The interest rate outlook will remain stable

An interest rate hike is likely to be held off for most if not all for of 2016. If a rate hike were to be introduced, it is likely to be by small increases towards the later part of the year. The US Federal Reserve has tested the water with a minimal increase of its base rate by 0.25% which is what we can expect rates to be increased by here in the UK. Further increments are likely be gradual and of a similar level. It is worth noting that the US base rate is now 0.5%, up from 0.25%, whereas the UK has supported a 0.5% base rate since 2009.

The UK economy has only recently seen inflation return to a positive level from a four-month negative trend. The Bank of England has voiced reluctance at increasing the UK base rate until their inflation target of 2% is met.

Fixed rate deals continue to present excellent value for money in the current market although we would strongly recommend that all borrowers review their mortgage strategies in the first half of this year so as not to miss out on what will have been some of the best mortgage deals we have ever seen or are likely to see again. The increase in rates in the US mean a probable increase in global swap rates which underpin the cost of fixed rate mortgages. 

Buy to let stamp duty hike will not be as bad as it seems

Following the announcement of a planned stamp duty hike on buy to let property (to be introduced from April 2016), we are urging clients not to panic as our outlook for the sector remains positive in spite of these changes. Our latest research indicates that even with the 3% increase in stamp duty and gradual reduction of higher rate mortgage relief, the likely returns from buy to let property are still enough to deliver satisfactory yields to investors when compared to alternative investments. Recent research by RICS identifies that over the longer term rents could rise by an average of 5% each year for the next five years and house prices could rise by 4.7% a year. This will help absorb the higher purchase and running costs of a buy to let investment.

The biggest drag on the buy to let sector will be the adjustments that lenders are making to their criteria and lower yields, both of which impact on borrowing limits. Being able to achieve a 60% loan to value where capital gain is the objective will be an achievement with closer to 50% being the norm.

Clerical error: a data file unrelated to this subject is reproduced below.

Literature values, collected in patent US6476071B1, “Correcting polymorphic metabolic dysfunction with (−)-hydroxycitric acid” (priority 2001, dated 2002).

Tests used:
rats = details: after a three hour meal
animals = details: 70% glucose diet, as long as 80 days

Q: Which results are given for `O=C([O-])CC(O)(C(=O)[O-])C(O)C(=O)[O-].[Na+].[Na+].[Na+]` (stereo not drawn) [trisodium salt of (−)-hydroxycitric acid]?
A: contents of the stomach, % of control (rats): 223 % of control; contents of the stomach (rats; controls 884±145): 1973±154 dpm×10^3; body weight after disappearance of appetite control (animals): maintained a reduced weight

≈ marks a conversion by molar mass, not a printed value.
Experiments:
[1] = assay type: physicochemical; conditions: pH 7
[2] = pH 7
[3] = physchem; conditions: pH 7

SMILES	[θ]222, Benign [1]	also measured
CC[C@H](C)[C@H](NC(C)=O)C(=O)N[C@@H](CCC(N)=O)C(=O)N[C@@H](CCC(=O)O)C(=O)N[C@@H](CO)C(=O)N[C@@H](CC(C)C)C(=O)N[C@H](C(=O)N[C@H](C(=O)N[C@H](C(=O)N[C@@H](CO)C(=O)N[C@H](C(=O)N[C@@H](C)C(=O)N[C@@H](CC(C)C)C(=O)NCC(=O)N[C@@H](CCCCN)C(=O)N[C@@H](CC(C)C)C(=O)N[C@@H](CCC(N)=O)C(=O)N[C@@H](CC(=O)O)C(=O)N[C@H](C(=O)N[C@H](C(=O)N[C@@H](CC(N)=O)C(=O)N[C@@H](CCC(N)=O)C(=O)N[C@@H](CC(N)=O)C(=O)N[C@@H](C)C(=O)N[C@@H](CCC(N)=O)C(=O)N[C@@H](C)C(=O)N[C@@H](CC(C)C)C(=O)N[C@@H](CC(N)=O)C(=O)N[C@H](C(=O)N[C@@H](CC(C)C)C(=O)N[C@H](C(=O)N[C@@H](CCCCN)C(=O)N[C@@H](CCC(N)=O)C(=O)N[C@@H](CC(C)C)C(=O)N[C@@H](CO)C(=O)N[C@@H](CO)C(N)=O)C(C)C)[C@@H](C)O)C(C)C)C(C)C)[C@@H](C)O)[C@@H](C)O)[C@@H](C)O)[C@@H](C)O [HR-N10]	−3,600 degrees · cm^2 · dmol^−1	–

We do expect the corporate structure to emerge as a more mainstream method by which investors will participate in the buy to let sector. Lenders are likely to offer a range of products specifically targeting this development.

The European Mortgage Credit Directive (EMCD) will make for a busy start to the year and there will be unintended consequences

It is our view that most lenders are now generally EMCD ready, perhaps as a result of having to make significant changes to their systems following 2014’s Mortgage Market Review (MMR). 

We have seen a few lenders halting any lending to expatriates, others have amended their lending criteria to discount the use of non-sterling income. This will be to the detriment of those borrowers employed by any foreign based firm in the UK. Such firms typically pay bonuses in Euros or Dollars which the lender will now have to exclude.
The directive will reduce the number of foreign buyers/investors as they will find it increasingly difficult to raise mortgage finance.

We believe that a few lenders will identify the opportunities created by the EMCD changes, by assisting mortgage borrowers who will be turned away by the vast majority of lenders who do not wish to invest in the infrastructure required to comply with the new regulations.

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